JOANNA'S FOOD: family cooking, from scratch, every day


Monday, July 23, 2007

Panzanilla


















I read recently a peasant maxim that the gods punish those who waste more than their weight in bread during their lifetime. This half-remembered truth has been haunting me ever since. Especially if you broaden its message to include all food waste.

So. Panzanilla for lunch. I can't now think why you'd want a tomato salad without bread in it. And it's one of those recipes that demands to be made ahead: restful for the cook, who can potter around with other things.

Mine was very simple - just cherry tomatoes, basil, old bread, olive oil, a little Maldon salt. Some recipes make a terrific meal of this, adding onions, capers, anchovies. But the joy of panzanilla is its simplicity, made with the best ingredients you can find.

I really want to stress that part ... this is something you make only in the summer, when tomatoes are in season and full of flavour, when the basil has been grown in the open air and tastes of something. But above all, this is a salad you make with proper, decent bread. Decades ago, when I first began tentatively to cook, I tried to make this with Mother's Pride. It was a disaster. Slimy, tasteless, a real lesson that it's worth taking pains over basic foods.

Quantities - well, if you've got a lot of leftover bread, use more of it. If you've got a glut of tomatoes, use more of them. For a generous salad for five, I used three slices of bread and about 30-40 cherry tomatoes. I cubed the bread quite small, but if it had been baguette I might have torn it into quite large chunks. I quartered the tomatoes - you need them to give up their juices.

When I make a tomato salad, I very often dress it only with oil and salt, then leave it to mature for half an hour. If you prefer the taste of vinaigrette with your tomatoes, then go ahead and use that. The key is to have plenty of liquid soaking into the bread.

Lay the tomatoes into a shallow dish. Add the bread and some chopped basil. Crumble a pinch of Maldon salt over this, drizzle generously with oil or vinaigrette, and mix. Leave for at least half an hour, an hour would be better.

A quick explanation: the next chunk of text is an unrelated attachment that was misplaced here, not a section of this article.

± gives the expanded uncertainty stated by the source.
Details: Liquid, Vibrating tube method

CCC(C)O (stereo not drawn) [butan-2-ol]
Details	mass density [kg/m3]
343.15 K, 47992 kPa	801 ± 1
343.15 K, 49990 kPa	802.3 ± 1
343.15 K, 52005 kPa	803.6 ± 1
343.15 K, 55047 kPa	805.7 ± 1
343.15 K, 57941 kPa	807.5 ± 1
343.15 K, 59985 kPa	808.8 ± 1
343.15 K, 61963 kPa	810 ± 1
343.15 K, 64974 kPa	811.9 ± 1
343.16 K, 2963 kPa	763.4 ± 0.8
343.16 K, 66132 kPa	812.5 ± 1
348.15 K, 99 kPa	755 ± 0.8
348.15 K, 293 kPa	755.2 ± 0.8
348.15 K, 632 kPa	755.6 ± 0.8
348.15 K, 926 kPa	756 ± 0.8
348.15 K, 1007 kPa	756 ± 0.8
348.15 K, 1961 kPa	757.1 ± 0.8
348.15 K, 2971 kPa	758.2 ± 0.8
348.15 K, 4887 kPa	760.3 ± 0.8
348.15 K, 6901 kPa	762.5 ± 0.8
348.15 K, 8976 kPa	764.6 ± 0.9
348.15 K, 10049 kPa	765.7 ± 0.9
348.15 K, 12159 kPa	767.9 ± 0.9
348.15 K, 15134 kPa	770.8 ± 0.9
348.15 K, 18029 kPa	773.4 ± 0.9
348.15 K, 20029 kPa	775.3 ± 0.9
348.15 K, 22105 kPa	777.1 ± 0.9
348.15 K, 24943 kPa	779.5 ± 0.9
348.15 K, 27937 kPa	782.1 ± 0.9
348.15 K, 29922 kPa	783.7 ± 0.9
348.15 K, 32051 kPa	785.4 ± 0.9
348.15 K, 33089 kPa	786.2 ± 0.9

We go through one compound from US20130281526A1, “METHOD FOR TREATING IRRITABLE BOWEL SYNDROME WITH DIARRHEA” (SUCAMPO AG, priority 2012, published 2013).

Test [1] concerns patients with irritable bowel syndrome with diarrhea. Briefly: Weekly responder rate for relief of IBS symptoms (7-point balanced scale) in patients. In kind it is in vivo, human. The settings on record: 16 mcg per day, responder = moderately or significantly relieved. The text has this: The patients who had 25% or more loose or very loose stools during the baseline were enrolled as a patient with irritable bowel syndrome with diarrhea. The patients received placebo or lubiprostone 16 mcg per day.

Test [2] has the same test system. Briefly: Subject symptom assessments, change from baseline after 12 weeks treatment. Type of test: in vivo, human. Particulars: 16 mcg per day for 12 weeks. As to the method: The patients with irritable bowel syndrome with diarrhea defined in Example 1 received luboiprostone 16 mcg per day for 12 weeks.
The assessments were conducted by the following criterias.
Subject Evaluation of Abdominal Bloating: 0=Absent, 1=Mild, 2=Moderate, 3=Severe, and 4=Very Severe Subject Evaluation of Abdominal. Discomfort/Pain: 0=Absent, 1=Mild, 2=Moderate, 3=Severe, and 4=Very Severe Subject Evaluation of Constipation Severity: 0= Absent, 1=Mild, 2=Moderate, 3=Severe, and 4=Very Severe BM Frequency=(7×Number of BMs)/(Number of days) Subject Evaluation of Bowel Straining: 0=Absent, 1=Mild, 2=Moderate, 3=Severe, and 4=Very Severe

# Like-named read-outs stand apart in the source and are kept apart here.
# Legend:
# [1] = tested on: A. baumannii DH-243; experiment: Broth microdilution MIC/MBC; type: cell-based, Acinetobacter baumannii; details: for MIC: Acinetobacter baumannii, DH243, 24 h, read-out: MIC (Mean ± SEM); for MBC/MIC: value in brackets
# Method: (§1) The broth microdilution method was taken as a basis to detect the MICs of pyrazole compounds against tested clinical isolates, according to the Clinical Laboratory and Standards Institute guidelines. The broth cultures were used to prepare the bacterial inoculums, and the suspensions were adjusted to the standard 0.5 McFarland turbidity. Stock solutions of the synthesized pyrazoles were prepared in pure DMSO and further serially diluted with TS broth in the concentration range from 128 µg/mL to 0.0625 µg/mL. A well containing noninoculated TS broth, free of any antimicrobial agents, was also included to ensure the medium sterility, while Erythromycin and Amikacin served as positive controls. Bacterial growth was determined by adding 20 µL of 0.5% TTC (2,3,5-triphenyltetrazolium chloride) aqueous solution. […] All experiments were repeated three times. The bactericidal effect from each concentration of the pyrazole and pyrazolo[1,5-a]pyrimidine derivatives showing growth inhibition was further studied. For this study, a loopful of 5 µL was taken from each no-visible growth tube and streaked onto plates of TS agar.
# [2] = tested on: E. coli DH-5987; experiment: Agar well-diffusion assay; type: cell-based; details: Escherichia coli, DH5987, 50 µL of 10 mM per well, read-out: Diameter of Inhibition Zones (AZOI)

9 comments:

Ilva said...

How fun, I just prepared my post for tomorrow and guess what it is? yes, panzanella! But it's a bit different so they complement each other.

Cottage Smallholder said...

I love tomato sandwiches so I'm already a fan without tasting even tasting it!

Ronell said...

I agree with you on simplicity and given that I adore a simple tomato sandwich with only salt and pepper, I can't go wrong on trying your version of this panzanella!
Ronell

Joanna said...

I never make tomato sandwich, but now I see that I am really a tomato sandwich addict. I just have to make some ... Thanks Ronell, Thanks CS

And Ilva, I'm looking forward to making your version for tomorrow's lunch. I've got plenty of bread, and lots of tomato ...

MyKitchenInHalfCups said...

This is really my favorite all time salad! And it must have perfect tomatoes and really good bread!

The Passionate Palate said...

Joanna - the picture looks like you toasted the bread first. Did you? Just curious as that might be good, too. I have to make panzanella today as this looks so good.

Toffeeapple said...

Oh my, don't you know how to set a girls juices going? I simply have to make that tonight, but I plan to toss the bread in oil and chopped garlic and bake it for a while to get slightly crisp and warm. Thanks for the idea.

Joanna said...

I didn't toast the bread, although I left it hanging about to dry out for an hour or so after I cut it. I photographed it when it was ready to eat, so the colour you see is the oil and tomato juices ...

... having said that, it would be good with toasted bread. The key thing is to let it all mingle for half an hour to an hour, otherwise it's just another salad with croutons - delicious, but not panzanilla

Let me know how you get on

Joanna

Toffeeapple said...

Plans were scuppered so I shall probably do it on Thursday now...c'est la vie!